In the 1940 Census, the Frank and Mary Elkins family was living at 3045 Anderdon Street in Detroit, Michigan. The rent was $30 a week and they had lived in the same house in 1935. Everybody in the household had been identified as “W(hite)”, that was crossed out and “Neg(ro)” was written over it. Unfortunately, no household on this page has the person who provided the information to the enumerator identified.
The father of the family, Frank Elkins, was 57 years old and had completed 4 years of high school. He worked at an auto plant as a courtesy driver. One of his granddaughters has informed me that he worked as a driver for Graham Paige Motors.
His wife, Mary, was 47 and not employed outside the home. She had completed 2 years of High school. She had made $50 in the last year outside of wages or salary. Daughter Mary was 21 and single. She had completed 4 years of high school and was not enrolled in school. She was not employed outside of the home.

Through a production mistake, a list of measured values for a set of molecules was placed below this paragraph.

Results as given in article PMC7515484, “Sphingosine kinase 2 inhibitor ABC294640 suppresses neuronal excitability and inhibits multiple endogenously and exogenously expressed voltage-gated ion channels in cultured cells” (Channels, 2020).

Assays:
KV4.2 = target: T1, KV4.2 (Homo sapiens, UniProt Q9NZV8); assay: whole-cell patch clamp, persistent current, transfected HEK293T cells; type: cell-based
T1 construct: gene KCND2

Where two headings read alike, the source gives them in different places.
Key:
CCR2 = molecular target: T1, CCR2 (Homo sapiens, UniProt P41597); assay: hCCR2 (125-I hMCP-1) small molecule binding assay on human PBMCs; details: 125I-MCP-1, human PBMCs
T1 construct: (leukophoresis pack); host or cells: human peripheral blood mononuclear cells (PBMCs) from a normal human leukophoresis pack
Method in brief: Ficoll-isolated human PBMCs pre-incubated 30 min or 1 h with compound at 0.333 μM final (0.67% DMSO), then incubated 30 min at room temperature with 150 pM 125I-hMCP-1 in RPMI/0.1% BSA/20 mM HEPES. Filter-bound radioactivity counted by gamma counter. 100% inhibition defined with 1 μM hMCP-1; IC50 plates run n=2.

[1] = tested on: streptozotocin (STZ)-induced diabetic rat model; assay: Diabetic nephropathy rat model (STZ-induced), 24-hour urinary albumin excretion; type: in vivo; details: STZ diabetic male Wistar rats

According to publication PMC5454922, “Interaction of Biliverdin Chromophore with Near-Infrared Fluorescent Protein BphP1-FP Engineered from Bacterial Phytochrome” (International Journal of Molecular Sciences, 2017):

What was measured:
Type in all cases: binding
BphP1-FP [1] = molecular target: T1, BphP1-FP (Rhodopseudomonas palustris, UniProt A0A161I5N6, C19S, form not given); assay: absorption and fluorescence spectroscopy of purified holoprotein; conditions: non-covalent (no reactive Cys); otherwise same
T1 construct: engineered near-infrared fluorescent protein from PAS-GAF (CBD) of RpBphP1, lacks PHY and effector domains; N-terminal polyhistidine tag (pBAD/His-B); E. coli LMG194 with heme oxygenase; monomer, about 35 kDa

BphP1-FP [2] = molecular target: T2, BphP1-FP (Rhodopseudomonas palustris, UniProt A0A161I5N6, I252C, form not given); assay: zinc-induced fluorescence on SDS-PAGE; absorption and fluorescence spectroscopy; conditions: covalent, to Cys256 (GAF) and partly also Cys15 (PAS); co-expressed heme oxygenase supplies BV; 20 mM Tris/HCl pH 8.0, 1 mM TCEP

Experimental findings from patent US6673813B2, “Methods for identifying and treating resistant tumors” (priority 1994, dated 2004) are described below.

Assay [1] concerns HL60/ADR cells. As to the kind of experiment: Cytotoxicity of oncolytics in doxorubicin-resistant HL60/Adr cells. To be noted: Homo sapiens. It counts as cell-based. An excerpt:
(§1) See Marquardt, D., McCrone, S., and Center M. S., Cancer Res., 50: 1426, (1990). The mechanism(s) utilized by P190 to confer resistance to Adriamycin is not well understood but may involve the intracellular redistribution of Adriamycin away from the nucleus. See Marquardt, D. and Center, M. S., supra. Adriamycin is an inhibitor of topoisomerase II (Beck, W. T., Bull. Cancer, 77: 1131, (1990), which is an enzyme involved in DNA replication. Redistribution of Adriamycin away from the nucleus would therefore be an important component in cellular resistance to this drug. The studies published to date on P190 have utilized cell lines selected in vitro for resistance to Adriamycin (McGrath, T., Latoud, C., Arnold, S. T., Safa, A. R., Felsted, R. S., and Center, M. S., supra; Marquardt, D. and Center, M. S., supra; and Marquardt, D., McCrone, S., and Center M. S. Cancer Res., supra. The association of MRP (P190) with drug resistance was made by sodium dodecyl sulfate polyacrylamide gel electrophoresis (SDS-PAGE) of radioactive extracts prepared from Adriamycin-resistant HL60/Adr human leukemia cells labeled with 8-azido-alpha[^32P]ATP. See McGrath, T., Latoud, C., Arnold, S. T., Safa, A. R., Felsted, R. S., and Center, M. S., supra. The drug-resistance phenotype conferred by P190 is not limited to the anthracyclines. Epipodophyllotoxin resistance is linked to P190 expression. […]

Young Frank was 19, single and had completed 1 year of college. He had attended school sometime since March 1, 1940. He was not employed. His daughter, Dee Dee, remembers that Frank graduated with honors from Cass Technical High School and went right to work, starting Elkin’s Electric Company. He tried to join the Electricians Union, but they barred Black folks from joining. In 1941 Frank and my aunt Mary V. Graham were married at Plymouth Congregational Church.
In February, 1940 my mother entered Wayne University. She received a full scholarship from the Detroit Board of education and a scholarship from the Delta Sorority for an an additional $100.
How much did it cost to attend Wayne in 1940? For residents of Wayne County, which my mother was, tuition for a full time student was $50. There was a $10 fee for entering freshmen. Textbooks would have been $5 or under.
When I went to Wayne from 1964 to 1968, tuition came to about $300 a year. Text books were still about $10. By the time my daughter attended during the 1998 – 1999 school year, tuition and fees were $3,708 a year. She says one book could cost $50. All of us lived at home and commuted, so had no housing costs.